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Rays eager to wipe slate clean, continue push

MLB.com

DETROIT -- Before Friday's game got out of reach and both teams began swapping in subs for starters, the Rays were in a promising position to avenge a walk-off loss from the night before.

After giving up a leadoff home run to Ian Kinsler, starter Erasmo Ramirez -- who entered the game with a 13.50 ERA in first innings this season -- retired the next nine batters quickly to open the fourth in a tied game having thrown just 34 pitches.

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DETROIT -- Before Friday's game got out of reach and both teams began swapping in subs for starters, the Rays were in a promising position to avenge a walk-off loss from the night before.

After giving up a leadoff home run to Ian Kinsler, starter Erasmo Ramirez -- who entered the game with a 13.50 ERA in first innings this season -- retired the next nine batters quickly to open the fourth in a tied game having thrown just 34 pitches.

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That's all he or anyone else on the Rays will want to remember. The next two innings were a blur: the Tigers batted around both times, piling up nine hits and 10 runs in the Rays' eventual 13-4 loss.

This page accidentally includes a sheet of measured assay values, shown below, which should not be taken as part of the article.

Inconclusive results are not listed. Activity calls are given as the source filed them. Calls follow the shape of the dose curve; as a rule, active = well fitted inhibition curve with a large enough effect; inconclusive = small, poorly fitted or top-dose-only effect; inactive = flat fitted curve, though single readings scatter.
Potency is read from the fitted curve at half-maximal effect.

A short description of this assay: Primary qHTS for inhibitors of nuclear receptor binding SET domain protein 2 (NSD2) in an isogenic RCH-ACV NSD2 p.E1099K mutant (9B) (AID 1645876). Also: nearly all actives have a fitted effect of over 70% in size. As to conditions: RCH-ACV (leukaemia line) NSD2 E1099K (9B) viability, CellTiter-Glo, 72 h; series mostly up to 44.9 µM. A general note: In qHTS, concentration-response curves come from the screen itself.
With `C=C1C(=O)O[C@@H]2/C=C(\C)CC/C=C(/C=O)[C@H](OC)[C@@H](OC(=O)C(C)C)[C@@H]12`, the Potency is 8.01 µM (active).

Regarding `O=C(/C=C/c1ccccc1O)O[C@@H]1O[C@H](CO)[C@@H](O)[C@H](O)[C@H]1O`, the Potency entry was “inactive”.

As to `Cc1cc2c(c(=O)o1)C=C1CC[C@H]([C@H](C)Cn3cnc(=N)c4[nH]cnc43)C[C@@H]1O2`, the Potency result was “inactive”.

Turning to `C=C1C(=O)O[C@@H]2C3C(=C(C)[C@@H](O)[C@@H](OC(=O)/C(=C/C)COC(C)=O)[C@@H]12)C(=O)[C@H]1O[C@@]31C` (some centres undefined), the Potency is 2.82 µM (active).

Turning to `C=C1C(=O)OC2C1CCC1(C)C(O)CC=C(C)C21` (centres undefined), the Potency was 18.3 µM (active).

"The only problem is [that] it's been happening lately," said Ramirez, who has a 10.06 ERA his past three starts. "So I just have to stop worrying about it and don't get that into my mind too much. Just go in and work."

Ramirez's attitude is one that everyone in the Rays' clubhouse should subscribe to. At June's midpoint, Tampa Bay is hanging around in the competitive American League East without contributors such as catcher Wilson Ramos and reliever Brad Boxberger, both of whom are due back soon. Though talk of a Wild Card berth is premature, Tampa is currently only a game back of Cleveland for the second spot.

The Rays lost by six or more runs for just the sixth time this season. A rare blowout isn't something to dwell on, at least not from the perspective of Rays manager Kevin Cash.

"We got beat," he said. "But, just bounce back tomorrow. Not a lot to be said about today."

One cause for concern remains fielding errors, which proved costly again Friday. Tampa has allowed six unearned runs the past three games. The Rays have reason for encouragement, too. They're averaging more than 10 hits per game the past nine games, and they rank seventh in the league in OPS (.769) and 10th in ERA (4.12).

After the game, Cash chose not to use the loss as a way of focusing on the players who aren't yet healthy enough to return, such as recent All-Stars Ramos and Boxberger. Instead, he talked about only looking ahead to what's right in front of his team -- Saturday's game.

"I look forward to coming in tomorrow," Cash said. "We've got {Chris Archer] on the mound tomorrow. This is two or three starts now in a row where we need to find a way to win, and we've had him on the mound."

Jordan Horrobin is a reporter for MLB.com based in Detroit.

Tampa Bay Rays